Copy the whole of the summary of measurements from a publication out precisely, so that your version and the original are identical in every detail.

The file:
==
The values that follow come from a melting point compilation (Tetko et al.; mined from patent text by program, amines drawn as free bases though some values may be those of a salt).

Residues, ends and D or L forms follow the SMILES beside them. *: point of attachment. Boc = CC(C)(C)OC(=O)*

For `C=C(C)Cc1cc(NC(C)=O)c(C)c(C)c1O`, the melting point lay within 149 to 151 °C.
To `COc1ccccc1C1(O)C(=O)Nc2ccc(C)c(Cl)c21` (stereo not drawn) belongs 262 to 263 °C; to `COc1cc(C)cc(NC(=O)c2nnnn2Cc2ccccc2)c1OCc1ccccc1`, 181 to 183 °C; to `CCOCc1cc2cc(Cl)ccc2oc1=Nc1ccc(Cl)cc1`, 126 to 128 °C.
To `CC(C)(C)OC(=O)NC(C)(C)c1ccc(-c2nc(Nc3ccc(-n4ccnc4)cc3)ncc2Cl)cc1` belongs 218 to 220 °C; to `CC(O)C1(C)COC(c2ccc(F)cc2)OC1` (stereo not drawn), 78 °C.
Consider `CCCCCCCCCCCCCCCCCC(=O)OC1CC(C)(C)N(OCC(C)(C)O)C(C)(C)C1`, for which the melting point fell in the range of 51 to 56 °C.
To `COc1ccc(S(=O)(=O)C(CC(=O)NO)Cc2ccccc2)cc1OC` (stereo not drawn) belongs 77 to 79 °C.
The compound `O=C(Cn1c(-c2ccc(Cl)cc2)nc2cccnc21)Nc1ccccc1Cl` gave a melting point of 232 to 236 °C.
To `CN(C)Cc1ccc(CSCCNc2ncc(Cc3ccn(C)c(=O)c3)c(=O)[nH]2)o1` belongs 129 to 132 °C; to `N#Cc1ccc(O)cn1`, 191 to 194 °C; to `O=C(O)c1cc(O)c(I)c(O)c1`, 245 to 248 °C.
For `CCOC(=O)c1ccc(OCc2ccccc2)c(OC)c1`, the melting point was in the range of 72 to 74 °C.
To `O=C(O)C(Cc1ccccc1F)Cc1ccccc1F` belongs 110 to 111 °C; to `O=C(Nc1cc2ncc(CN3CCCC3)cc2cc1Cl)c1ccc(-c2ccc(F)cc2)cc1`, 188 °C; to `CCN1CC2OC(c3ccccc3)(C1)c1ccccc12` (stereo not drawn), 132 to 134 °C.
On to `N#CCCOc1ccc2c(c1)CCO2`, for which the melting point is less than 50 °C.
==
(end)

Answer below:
The values that follow come from a melting point compilation (Tetko et al.; mined from patent text by program, amines drawn as free bases though some values may be those of a salt).

Residues, ends and D or L forms follow the SMILES beside them. *: point of attachment. Boc = CC(C)(C)OC(=O)*

For `C=C(C)Cc1cc(NC(C)=O)c(C)c(C)c1O`, the melting point lay within 149 to 151 °C.
To `COc1ccccc1C1(O)C(=O)Nc2ccc(C)c(Cl)c21` (stereo not drawn) belongs 262 to 263 °C; to `COc1cc(C)cc(NC(=O)c2nnnn2Cc2ccccc2)c1OCc1ccccc1`, 181 to 183 °C; to `CCOCc1cc2cc(Cl)ccc2oc1=Nc1ccc(Cl)cc1`, 126 to 128 °C.
To `CC(C)(C)OC(=O)NC(C)(C)c1ccc(-c2nc(Nc3ccc(-n4ccnc4)cc3)ncc2Cl)cc1` belongs 218 to 220 °C; to `CC(O)C1(C)COC(c2ccc(F)cc2)OC1` (stereo not drawn), 78 °C.
Consider `CCCCCCCCCCCCCCCCCC(=O)OC1CC(C)(C)N(OCC(C)(C)O)C(C)(C)C1`, for which the melting point fell in the range of 51 to 56 °C.
To `COc1ccc(S(=O)(=O)C(CC(=O)NO)Cc2ccccc2)cc1OC` (stereo not drawn) belongs 77 to 79 °C.
The compound `O=C(Cn1c(-c2ccc(Cl)cc2)nc2cccnc21)Nc1ccccc1Cl` gave a melting point of 232 to 236 °C.
To `CN(C)Cc1ccc(CSCCNc2ncc(Cc3ccn(C)c(=O)c3)c(=O)[nH]2)o1` belongs 129 to 132 °C; to `N#Cc1ccc(O)cn1`, 191 to 194 °C; to `O=C(O)c1cc(O)c(I)c(O)c1`, 245 to 248 °C.
For `CCOC(=O)c1ccc(OCc2ccccc2)c(OC)c1`, the melting point was in the range of 72 to 74 °C.
To `O=C(O)C(Cc1ccccc1F)Cc1ccccc1F` belongs 110 to 111 °C; to `O=C(Nc1cc2ncc(CN3CCCC3)cc2cc1Cl)c1ccc(-c2ccc(F)cc2)cc1`, 188 °C; to `CCN1CC2OC(c3ccccc3)(C1)c1ccccc12` (stereo not drawn), 132 to 134 °C.
On to `N#CCCOc1ccc2c(c1)CCO2`, for which the melting point is less than 50 °C.